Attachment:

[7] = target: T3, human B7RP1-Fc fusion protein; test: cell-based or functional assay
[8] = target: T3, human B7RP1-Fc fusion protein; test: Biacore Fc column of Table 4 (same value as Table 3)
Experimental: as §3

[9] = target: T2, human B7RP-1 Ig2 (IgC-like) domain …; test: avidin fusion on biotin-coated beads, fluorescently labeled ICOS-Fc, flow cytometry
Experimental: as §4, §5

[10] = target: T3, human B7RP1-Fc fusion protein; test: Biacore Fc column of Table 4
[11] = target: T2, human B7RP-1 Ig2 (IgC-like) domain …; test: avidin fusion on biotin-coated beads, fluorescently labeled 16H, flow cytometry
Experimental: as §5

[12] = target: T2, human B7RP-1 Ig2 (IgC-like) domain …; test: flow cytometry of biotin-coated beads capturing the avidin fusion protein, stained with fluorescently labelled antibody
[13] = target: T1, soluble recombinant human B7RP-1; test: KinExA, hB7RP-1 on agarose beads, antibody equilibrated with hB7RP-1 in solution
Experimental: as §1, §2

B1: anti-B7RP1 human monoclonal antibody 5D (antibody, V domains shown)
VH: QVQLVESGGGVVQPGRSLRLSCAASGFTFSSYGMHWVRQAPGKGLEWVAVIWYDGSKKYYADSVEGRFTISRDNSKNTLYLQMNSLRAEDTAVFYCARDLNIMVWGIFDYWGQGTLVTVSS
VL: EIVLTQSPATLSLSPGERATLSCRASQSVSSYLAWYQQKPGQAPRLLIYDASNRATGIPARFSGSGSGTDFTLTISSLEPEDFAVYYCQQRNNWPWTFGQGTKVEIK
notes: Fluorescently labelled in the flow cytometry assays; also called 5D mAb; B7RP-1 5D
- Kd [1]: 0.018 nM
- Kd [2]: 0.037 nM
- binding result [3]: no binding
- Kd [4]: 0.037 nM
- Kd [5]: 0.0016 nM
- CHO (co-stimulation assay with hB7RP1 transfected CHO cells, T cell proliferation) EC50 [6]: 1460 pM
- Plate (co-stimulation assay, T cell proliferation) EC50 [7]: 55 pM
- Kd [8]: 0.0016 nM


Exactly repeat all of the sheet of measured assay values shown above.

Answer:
[7] = target: T3, human B7RP1-Fc fusion protein; test: cell-based or functional assay
[8] = target: T3, human B7RP1-Fc fusion protein; test: Biacore Fc column of Table 4 (same value as Table 3)
Experimental: as §3

[9] = target: T2, human B7RP-1 Ig2 (IgC-like) domain …; test: avidin fusion on biotin-coated beads, fluorescently labeled ICOS-Fc, flow cytometry
Experimental: as §4, §5

[10] = target: T3, human B7RP1-Fc fusion protein; test: Biacore Fc column of Table 4
[11] = target: T2, human B7RP-1 Ig2 (IgC-like) domain …; test: avidin fusion on biotin-coated beads, fluorescently labeled 16H, flow cytometry
Experimental: as §5

[12] = target: T2, human B7RP-1 Ig2 (IgC-like) domain …; test: flow cytometry of biotin-coated beads capturing the avidin fusion protein, stained with fluorescently labelled antibody
[13] = target: T1, soluble recombinant human B7RP-1; test: KinExA, hB7RP-1 on agarose beads, antibody equilibrated with hB7RP-1 in solution
Experimental: as §1, §2

B1: anti-B7RP1 human monoclonal antibody 5D (antibody, V domains shown)
VH: QVQLVESGGGVVQPGRSLRLSCAASGFTFSSYGMHWVRQAPGKGLEWVAVIWYDGSKKYYADSVEGRFTISRDNSKNTLYLQMNSLRAEDTAVFYCARDLNIMVWGIFDYWGQGTLVTVSS
VL: EIVLTQSPATLSLSPGERATLSCRASQSVSSYLAWYQQKPGQAPRLLIYDASNRATGIPARFSGSGSGTDFTLTISSLEPEDFAVYYCQQRNNWPWTFGQGTKVEIK
notes: Fluorescently labelled in the flow cytometry assays; also called 5D mAb; B7RP-1 5D
- Kd [1]: 0.018 nM
- Kd [2]: 0.037 nM
- binding result [3]: no binding
- Kd [4]: 0.037 nM
- Kd [5]: 0.0016 nM
- CHO (co-stimulation assay with hB7RP1 transfected CHO cells, T cell proliferation) EC50 [6]: 1460 pM
- Plate (co-stimulation assay, T cell proliferation) EC50 [7]: 55 pM
- Kd [8]: 0.0016 nM